Menu Content/Inhalt
PDF Print E-mail

The Living Newspaper was born during the Civil War in Soviet Russia from the live reading of the newspapers to the (mostly illiterate) soldiers. It became a powerful propaganda tool aimed against the enemy. The idea that there is no neutral news can be originated from that time. The Blue Blouses cultural movement appeared in 1923 and had its origins in the tradition of the Living Newspaper genre as well. But it was focused already on a different aim: exposing shortcomings after the War. The Blue Blouses performances combined avant-garde theatre principles, folk traditions, cabaret and circus. The initiator of Blue Blouses was a professional journalist, Boris Uzhanin, who organised the first Blue Blouses' performance in autumn 1923 at the State Institute of Journalism in Moscow. The name referred to the costumes of the participants who were dressed in the blue blouses and black trousers or skirts with special badges. The blue blouse was a recognisable attribute of the worker represented on Soviet posters. The Blue Blouses movement was based on the activity of self-organised amateur actors who attacked the weak points in the Soviet society. The movement became extremely popular. It had different names. In Leningrad the Blue Blouses group appeared, for example, under the name of "Construction", in Tbilisi it was called "Screw", in the medical institutions it sometimes was called "Doctor's smocks", in the villages "Red Shirts", in the mines it was named "Red Miners". The best authors such as Mayakovsky, Aseev, Tretykov and many others wrote for the Blue Blouses. In the beginning of the 1930s, the movement ceased, the Blue Blouses groups broke up. In the 1960s, however, the idea was resurrected as verbal journals. It became most popular among students and pupils. This new movement gave birth to KVN (The Club of Cheery and Smart People), the most popular TV program in the 1970s. Later the Living Newspaper tradition was transformed into the very original artistic idea of "Pirate TV" that appeared in Leningrad in 1990 (performer Vladislav Mamyshev Monroe, camera man Yuris Lesnik, producer Timur Novikov). "Pirate TV" was an artistic project that created very effective alternative news (in spite of the fact that it had no access to TV channels at that time). In the 1990s, also the "Kabinet" live readings started, they can be considered as a different kind of continuation of the Living Newspaper tradition.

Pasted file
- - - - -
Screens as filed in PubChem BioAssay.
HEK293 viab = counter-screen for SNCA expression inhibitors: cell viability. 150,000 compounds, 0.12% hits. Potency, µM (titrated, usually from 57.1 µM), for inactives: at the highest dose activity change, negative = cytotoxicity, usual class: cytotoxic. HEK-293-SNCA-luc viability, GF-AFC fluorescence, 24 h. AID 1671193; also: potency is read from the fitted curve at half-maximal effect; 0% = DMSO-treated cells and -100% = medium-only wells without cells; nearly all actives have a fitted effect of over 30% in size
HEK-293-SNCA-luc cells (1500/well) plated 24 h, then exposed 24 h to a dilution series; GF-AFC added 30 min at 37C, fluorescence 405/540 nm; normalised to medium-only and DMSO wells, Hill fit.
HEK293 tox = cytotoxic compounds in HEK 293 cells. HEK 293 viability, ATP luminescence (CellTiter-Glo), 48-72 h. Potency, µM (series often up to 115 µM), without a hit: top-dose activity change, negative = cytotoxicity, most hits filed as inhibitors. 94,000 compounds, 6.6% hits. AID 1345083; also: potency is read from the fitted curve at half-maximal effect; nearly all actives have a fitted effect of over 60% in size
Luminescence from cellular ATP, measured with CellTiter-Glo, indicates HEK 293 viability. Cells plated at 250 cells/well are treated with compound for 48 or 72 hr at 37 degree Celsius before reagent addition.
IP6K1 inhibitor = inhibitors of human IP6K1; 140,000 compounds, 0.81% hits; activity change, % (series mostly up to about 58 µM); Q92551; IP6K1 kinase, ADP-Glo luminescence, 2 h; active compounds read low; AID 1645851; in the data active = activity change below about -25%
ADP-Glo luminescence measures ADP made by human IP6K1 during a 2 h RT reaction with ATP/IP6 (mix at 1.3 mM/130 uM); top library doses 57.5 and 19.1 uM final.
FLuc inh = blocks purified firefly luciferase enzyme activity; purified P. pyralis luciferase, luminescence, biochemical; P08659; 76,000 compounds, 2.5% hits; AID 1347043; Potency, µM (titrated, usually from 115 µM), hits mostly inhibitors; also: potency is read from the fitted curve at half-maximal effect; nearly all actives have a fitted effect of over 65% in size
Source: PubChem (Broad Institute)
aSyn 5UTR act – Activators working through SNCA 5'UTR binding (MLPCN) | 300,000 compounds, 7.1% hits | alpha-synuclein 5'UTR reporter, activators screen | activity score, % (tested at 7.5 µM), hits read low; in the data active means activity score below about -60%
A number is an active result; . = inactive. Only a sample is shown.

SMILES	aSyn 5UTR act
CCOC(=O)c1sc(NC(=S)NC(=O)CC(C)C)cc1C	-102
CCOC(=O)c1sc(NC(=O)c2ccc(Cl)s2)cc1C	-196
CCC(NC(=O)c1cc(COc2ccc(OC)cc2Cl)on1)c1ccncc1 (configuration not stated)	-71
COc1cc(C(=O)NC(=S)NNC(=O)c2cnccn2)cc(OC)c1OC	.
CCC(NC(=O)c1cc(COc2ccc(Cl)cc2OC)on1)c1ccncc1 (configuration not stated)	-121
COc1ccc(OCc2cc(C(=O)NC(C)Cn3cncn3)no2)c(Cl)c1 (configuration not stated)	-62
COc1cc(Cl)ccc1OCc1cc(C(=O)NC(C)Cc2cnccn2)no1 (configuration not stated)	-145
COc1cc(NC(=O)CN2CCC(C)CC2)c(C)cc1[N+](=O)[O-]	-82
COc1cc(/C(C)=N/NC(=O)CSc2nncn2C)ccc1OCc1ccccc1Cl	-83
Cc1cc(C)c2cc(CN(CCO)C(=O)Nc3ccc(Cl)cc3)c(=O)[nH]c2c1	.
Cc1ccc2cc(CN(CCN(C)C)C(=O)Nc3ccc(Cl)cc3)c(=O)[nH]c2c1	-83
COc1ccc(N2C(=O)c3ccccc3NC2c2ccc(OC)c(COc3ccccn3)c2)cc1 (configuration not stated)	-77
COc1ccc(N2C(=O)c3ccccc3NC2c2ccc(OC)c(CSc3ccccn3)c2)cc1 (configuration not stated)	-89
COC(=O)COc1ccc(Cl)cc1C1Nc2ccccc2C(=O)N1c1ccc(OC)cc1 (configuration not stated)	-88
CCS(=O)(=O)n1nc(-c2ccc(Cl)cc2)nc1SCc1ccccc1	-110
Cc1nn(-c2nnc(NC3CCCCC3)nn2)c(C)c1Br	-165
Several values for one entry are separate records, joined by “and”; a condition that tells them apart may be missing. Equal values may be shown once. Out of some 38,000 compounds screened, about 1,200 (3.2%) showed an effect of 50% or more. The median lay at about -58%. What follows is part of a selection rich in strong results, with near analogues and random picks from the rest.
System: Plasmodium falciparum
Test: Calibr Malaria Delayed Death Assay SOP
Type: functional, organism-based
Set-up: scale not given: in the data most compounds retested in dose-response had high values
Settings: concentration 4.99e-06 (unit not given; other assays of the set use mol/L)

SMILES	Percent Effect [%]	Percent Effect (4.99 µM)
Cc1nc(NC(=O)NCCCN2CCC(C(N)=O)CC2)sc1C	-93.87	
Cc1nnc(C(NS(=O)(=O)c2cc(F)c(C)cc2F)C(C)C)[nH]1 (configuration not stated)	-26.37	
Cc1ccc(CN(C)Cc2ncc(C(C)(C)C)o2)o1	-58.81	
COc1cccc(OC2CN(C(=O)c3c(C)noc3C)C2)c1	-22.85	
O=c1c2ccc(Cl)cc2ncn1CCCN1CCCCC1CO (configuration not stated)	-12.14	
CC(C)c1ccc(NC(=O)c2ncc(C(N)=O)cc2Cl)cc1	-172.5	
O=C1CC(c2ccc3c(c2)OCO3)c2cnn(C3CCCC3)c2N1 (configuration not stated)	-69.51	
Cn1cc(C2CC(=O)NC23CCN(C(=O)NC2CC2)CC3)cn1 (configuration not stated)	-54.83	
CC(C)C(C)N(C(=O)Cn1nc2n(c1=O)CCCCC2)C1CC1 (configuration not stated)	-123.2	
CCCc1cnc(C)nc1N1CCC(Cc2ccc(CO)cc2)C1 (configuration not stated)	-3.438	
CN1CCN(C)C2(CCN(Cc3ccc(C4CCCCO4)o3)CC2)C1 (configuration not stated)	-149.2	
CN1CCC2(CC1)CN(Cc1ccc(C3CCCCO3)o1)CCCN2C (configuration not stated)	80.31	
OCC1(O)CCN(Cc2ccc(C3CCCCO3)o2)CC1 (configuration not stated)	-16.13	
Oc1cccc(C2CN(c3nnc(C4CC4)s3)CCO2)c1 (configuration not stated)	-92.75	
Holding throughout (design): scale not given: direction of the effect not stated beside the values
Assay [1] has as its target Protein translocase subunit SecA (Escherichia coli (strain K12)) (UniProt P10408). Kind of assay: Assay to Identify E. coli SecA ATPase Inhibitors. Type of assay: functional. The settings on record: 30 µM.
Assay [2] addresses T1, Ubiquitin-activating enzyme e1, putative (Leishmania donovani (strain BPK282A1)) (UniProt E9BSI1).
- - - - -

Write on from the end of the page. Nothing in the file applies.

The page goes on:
< Prev   Next >